The vast majority of home pools are built using concrete but this is far from ideal in terms of an eco-friendly pool for a large number of reasons. Concrete pools are typically built and then lined to stop keep out any bacteria. This is theoretically fine, except that concrete is porous and the lining can be liable to erode or break which can allow bacteria to enter the pool.

It is much better to use a non-porous material such as fibreglass or carbon ceramic composite for your pool. Typically, these swimming pools are supplied in a one-piece shell rather than having to be built from scratch, ensuring a bacteria-free environment. These non-porous materials make it impossible for the water to become contaminated through bacteria seeping into the pool by osmosis.

The further problem that can arise from having a concrete pool is that once this bacteria begins to get into the pool it can be more difficult for a natural filtration system to be effective. This can lead to you having to resort to using chemicals to get the pool clean.

Add solar panels

It is surprising how many will go to extreme lengths to ensure that their pool is as eco-friendly as possible in terms of building and maintaining it but then fall down on something extremely obvious. No matter what steps you take with the rest of your pool, it won’t really be worth the hassle if you are going to be conventionally heating your pool up, using serious amounts of energy to do so.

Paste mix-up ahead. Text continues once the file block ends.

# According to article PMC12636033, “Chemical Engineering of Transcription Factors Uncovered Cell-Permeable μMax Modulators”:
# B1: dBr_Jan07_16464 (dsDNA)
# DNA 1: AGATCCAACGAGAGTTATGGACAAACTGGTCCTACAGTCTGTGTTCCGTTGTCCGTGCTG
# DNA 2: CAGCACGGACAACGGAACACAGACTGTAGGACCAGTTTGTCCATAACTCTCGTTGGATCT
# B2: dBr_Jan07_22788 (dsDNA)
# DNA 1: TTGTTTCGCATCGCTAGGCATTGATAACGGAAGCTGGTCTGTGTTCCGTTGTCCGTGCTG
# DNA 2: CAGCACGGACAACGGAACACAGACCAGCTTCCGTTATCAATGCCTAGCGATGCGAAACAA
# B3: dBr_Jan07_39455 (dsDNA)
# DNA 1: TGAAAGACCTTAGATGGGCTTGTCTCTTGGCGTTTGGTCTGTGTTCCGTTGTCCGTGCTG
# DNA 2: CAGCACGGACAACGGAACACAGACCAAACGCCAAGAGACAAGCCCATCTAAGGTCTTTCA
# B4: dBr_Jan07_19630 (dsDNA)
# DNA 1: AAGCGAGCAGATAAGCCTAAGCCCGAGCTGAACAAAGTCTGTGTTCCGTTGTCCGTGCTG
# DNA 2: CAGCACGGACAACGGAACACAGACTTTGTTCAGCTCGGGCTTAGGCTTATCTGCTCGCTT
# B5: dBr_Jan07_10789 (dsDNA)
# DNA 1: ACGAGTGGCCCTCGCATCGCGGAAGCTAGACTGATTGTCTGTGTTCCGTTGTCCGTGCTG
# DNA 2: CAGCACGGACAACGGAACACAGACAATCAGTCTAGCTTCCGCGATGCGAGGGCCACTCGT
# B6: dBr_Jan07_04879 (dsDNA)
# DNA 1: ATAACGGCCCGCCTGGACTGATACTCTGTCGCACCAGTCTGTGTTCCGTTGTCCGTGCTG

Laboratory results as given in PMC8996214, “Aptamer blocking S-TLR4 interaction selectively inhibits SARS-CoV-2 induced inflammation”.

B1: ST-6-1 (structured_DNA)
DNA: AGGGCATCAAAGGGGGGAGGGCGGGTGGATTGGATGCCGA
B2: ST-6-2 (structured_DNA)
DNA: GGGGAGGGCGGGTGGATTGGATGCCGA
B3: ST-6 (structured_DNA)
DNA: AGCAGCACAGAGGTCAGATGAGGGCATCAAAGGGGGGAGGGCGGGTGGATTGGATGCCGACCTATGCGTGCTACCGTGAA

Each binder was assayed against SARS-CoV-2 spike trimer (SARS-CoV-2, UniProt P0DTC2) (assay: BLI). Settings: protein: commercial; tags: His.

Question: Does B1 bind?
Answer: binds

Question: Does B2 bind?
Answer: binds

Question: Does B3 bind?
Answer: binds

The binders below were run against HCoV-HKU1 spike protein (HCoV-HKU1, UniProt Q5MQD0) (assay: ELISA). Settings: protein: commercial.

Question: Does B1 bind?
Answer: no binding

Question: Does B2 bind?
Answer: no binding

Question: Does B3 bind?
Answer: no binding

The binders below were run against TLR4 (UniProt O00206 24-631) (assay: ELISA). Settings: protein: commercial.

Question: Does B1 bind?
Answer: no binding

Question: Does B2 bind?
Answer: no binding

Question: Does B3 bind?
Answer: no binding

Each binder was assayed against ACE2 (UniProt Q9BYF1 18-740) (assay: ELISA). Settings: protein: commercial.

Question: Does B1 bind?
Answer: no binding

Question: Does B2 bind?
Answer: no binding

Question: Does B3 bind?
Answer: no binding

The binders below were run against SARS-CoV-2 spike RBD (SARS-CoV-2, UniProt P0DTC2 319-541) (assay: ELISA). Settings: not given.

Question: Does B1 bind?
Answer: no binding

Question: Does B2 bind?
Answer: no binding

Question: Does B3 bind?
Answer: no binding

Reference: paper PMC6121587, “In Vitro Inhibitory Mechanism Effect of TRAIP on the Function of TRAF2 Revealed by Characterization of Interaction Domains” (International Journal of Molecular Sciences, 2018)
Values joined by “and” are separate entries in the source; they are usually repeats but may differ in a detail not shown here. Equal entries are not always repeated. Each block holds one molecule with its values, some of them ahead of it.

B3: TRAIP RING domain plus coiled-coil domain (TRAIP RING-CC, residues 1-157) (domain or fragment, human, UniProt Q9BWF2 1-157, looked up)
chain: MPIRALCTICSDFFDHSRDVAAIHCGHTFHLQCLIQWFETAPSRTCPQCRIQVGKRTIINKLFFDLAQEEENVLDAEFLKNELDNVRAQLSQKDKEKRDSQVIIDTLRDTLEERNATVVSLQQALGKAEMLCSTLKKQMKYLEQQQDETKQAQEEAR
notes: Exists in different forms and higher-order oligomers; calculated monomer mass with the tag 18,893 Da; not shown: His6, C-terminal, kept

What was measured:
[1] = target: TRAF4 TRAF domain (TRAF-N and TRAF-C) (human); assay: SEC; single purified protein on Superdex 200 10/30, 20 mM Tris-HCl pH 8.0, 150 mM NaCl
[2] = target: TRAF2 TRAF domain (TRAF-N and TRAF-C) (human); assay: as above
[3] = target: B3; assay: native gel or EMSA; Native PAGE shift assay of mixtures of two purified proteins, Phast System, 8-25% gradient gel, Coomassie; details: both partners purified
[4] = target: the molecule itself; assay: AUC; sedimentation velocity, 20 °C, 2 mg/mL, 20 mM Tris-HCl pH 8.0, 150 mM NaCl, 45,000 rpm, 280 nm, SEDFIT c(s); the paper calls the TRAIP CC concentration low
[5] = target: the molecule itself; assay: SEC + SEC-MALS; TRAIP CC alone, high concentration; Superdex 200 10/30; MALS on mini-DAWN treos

Thankfully there are plenty of steps you can take to ensure that your pool is heated to a pleasant temperature while causing minimal damage to the environment. Firstly, gathering energy using solar panels has become a very popular way to reduce consumption of electricity as well as decreasing utility bills. Many businesses offer solar panels specifically for swimming pools.

Additionally, installing an energy efficient heat pump or boiler to work in conjunction with your solar panels can be hugely beneficial.

Cover it!

Finally, it is worth remembering that there are many benefits to investing in a pool cover. When you cover your pool you increase its heat retention which stops you from having to power a pump or boiler to keep it warm. This works in conjunction with the solar panels and eco-friendly heating system that you have already had installed.